Scientology leader David Miscavige's scarcely-seen wife Shelly has relocated from one remote location to another, on the 10th anniversary of her withdrawal from public.
Shelly's only been seen ONE time publicly -- for her father Barney Barnett's funeral -- in the past 10 years ago, eyewitnesses told Scientology watchdog Tony Ortega's blog, The Underground Bunker, noting that she's been at the church's International Base in the Hemet, Calif. Region much of that time.
Now, according to Ortega, she's even more off the grid, as she's relocated to a Lake Arrowhead, Calif. compound where Scientology operates its Church of Spiritual Technology.
The LAPD has publicly confirmed that reports that Mrs. Miscavige has gone missing or is being held against her will are "unfounded.”
But Ortega claims that "David Miscavige has gotten away with banishing his wife … to a small compound in the mountains above Los Angeles" that has a wide cache of code names. Among them: Crestline, Twin Peaks, Rim of the World and Rimforest, according to Ortega.
About "maybe a dozen people" live there, according to Ortega. Shelly's statement to a family member two years ago that "there's only one way" she can leave her surroundings meant that she could only depart the headquarters for a funeral, Ortega said, citing insights from ex-Scientology spokesman Mike Rinder.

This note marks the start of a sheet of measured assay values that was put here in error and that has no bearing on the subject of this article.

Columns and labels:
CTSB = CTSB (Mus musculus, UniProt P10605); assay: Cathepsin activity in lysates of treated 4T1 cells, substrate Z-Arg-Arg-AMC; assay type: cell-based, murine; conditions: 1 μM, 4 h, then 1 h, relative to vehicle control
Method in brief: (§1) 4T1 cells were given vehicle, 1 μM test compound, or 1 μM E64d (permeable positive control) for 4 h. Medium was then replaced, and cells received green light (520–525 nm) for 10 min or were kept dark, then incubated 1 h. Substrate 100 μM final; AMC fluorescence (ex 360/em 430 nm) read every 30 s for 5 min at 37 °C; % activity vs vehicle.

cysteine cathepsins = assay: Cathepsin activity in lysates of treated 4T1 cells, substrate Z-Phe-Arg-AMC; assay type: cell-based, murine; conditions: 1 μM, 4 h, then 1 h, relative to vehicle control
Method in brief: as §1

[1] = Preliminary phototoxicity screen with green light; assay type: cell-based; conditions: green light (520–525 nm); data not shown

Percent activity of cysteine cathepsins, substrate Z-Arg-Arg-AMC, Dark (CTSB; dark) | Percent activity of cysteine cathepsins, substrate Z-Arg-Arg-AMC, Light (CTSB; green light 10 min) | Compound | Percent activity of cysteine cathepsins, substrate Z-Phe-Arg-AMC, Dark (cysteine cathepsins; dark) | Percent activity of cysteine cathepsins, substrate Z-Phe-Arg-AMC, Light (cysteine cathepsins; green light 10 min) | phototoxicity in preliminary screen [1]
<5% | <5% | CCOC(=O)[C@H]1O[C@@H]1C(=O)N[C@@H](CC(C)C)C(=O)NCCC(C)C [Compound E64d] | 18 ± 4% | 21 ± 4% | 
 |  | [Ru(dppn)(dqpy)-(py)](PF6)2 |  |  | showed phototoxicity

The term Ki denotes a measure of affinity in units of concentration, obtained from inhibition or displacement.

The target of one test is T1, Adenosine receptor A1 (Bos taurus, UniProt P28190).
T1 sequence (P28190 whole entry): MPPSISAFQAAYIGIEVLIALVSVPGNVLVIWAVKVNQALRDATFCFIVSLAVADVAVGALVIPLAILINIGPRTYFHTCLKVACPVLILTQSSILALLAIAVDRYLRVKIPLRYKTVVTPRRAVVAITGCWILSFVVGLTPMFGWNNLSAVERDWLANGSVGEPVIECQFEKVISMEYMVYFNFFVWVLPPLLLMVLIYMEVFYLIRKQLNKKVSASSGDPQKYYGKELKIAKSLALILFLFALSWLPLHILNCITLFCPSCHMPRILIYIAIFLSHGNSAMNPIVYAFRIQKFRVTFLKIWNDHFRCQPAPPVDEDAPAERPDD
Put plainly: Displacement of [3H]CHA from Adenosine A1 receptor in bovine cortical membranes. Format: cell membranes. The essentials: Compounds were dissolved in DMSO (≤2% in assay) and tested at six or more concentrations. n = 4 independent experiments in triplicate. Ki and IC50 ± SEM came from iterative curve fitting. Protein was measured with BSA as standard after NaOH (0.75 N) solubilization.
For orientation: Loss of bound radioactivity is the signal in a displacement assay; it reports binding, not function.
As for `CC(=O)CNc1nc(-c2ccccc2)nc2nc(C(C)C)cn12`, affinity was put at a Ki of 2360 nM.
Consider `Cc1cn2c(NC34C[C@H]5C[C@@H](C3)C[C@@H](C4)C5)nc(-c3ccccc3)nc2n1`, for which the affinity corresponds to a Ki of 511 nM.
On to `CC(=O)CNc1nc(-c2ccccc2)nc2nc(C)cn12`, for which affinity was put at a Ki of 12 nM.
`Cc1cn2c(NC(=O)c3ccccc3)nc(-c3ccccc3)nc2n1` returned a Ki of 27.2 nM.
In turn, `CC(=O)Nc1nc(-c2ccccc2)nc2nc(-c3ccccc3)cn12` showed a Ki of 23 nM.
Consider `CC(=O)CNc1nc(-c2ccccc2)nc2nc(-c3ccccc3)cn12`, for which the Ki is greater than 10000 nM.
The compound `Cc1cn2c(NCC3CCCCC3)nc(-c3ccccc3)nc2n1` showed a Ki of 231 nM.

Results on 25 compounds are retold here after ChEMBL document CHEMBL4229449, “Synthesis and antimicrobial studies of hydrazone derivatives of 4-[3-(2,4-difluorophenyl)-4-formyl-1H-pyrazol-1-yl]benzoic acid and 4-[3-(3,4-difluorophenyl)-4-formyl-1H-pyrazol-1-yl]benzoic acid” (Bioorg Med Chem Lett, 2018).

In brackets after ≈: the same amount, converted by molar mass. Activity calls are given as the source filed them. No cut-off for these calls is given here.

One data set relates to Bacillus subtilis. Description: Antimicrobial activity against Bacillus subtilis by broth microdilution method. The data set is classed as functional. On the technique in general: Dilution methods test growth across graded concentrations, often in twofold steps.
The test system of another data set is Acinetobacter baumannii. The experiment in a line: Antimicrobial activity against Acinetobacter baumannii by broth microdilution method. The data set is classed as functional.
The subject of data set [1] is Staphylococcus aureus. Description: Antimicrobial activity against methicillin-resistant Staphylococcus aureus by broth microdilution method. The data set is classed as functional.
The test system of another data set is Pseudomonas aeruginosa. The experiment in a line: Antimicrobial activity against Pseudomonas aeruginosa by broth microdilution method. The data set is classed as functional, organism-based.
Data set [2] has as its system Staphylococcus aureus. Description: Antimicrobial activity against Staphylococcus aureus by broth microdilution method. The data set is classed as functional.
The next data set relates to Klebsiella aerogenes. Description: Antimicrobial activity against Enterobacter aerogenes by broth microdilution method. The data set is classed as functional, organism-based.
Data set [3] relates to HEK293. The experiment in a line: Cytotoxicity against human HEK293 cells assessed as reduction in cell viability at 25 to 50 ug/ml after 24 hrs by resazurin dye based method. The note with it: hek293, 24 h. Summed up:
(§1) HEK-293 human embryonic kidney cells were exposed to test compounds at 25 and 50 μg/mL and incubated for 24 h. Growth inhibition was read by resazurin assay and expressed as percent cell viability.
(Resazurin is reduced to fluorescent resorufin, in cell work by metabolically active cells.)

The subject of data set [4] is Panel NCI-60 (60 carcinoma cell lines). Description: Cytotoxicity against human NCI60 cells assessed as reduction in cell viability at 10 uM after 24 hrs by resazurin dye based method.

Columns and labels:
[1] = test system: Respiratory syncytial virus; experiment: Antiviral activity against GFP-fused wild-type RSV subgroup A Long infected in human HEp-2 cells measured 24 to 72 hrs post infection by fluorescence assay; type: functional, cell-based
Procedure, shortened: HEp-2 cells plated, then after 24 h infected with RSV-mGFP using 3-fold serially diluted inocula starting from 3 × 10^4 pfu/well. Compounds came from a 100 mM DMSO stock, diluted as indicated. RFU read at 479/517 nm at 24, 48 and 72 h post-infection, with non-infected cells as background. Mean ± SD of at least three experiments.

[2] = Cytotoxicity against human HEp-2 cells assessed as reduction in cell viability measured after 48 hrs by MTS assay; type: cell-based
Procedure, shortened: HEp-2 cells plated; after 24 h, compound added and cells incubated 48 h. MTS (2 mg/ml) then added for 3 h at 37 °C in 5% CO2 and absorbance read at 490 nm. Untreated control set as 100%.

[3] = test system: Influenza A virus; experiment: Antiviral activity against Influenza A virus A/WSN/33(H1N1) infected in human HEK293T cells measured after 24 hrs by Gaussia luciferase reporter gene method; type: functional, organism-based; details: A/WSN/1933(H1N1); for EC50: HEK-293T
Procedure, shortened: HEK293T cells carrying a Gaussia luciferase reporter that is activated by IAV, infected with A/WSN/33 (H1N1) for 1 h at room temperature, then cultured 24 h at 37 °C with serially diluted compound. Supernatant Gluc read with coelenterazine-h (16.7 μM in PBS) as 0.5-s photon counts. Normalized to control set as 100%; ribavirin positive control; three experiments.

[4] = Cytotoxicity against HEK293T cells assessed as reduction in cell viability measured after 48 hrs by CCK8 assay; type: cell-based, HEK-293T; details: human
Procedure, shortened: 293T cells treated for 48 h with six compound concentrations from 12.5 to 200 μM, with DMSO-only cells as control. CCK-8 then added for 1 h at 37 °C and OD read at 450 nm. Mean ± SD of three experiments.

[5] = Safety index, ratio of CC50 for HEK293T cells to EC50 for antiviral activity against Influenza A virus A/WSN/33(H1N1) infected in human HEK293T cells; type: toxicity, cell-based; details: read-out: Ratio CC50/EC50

Ortega noted how Shelly's name rose to public prominence two years ago with Leah Remini's shocking parting from the church, when the King Of Queens beauty spurred the Los Angeles Police Department to investigate her whereabouts. Authorities later confirmed the reclusive woman was alive but did not want to emerge publicly.
Asked if Shelly talked to police in front of church-higher-ups, LAPD Lt. Andre Dawson told Ortega that the information remained "classified." (The watchdog noted that "since then … Lt. Dawson has been a participant in numerous Church of Scientology activities.")
For the anniversary of her withdrawal, Ortega spoke with a number of Shelly's former colleagues in asking what they remember about the mysterious woman -- to interesting results.
Karen de la Carriere noted an exchange she had with Shelly after her mother Flo "died under unusual circumstances" 30 years ago.
"I ran into Shelly during a social gathering, a barbecue, at Int Base," de la Carriere said. "I told Shelly how sorry I was that her mother had died. 'Good riddance to the b**ch,' Shelly snarled at me."
Jefferson Hawkins said that while Shelly "was always 100 percent supportive" of her husband in public ... she had private doubts about his increasingly erratic behavior.
"And I think she thought the best thing to do to support him would be to try to rein in or mitigate his behavior when she was able to do so. That may have been her downfall."
Marc Headley added: "I don't think she will ever escape his control and it is likely she will die never knowing true freedom."